Now: Clever those Japanese, now they are one step closer to cloning a mammoth! I’ve written on this subject before, but this is a new step forward, and a neat one. Good news, I want to go mammoth hunting one day. Excerpt:
New findings indicate that the resurrection of mammoths is not a fantasy, a research team including members from Kindai University is saying, after cell nuclei extracted from the 28,000-year-old remains of a woolly mammoth were discovered to retain some function.
When placed in the ova of mice, the nuclei developed to a state just before cellular division, according to a paper published Monday in the British journal Scientific Reports.
The team includes researchers from Japanese and Russian universities. It has been working for about 20 years on a project to use cloning to resurrect mammoths, an animal that has long been extinct.
The cell nuclei used in the team’s recent findings were extracted from musculature and other tissue from Yuka, an about 3.5-meter-long female woolly mammoth excavated nearly intact in 2010 from permafrost in Siberia. When inserted into mouse ova, five out of 43 nuclei were observed to develop to a point just before the nuclei would split in two as a result of cell division.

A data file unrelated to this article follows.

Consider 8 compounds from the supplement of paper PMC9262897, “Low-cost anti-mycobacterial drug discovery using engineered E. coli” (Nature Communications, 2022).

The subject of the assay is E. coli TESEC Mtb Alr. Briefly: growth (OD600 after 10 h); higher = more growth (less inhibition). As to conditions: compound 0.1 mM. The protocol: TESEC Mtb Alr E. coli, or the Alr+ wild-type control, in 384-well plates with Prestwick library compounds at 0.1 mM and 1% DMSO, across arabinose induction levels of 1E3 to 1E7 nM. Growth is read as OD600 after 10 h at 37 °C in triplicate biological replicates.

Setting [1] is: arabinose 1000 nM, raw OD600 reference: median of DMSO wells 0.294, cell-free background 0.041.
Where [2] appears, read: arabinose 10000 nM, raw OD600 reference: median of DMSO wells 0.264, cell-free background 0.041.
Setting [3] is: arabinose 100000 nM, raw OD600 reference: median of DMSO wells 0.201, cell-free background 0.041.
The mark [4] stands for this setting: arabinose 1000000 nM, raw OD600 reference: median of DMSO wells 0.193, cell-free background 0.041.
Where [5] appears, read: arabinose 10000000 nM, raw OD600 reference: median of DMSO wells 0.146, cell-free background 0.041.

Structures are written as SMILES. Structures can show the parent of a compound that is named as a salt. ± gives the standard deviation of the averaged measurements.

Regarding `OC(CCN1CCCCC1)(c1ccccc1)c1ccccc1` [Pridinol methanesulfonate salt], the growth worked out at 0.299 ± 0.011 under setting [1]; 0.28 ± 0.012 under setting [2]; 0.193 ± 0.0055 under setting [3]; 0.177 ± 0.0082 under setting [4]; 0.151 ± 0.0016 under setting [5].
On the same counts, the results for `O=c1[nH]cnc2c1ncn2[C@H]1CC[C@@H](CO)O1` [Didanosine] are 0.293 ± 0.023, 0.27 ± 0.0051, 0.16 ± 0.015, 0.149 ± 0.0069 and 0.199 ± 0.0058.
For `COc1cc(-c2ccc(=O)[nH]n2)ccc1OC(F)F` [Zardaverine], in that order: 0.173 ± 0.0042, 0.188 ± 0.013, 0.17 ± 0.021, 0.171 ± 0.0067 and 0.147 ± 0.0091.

Now, this is still the longest of long shots, to be sure. But I’m excited at the prospect. And no, I don’t think this falls into the “just because we could, doesn’t mean we should” category. This isn’t a T-rex or a genetically engineered monster; it’s a mammoth, something that went extinct within the last few thousand years, something that co-existed with our species, something our ancestors occasionally laid their jaws on.
And jokes about mammoth hunting aside, it’s not like these critters will be turned out to fend for themselves in Alaska or Siberia. The recreated mammoths would be the most valuable, pampered, coddled, protected and cared for animals in the history of livestock.
But mammoths. Imagine that.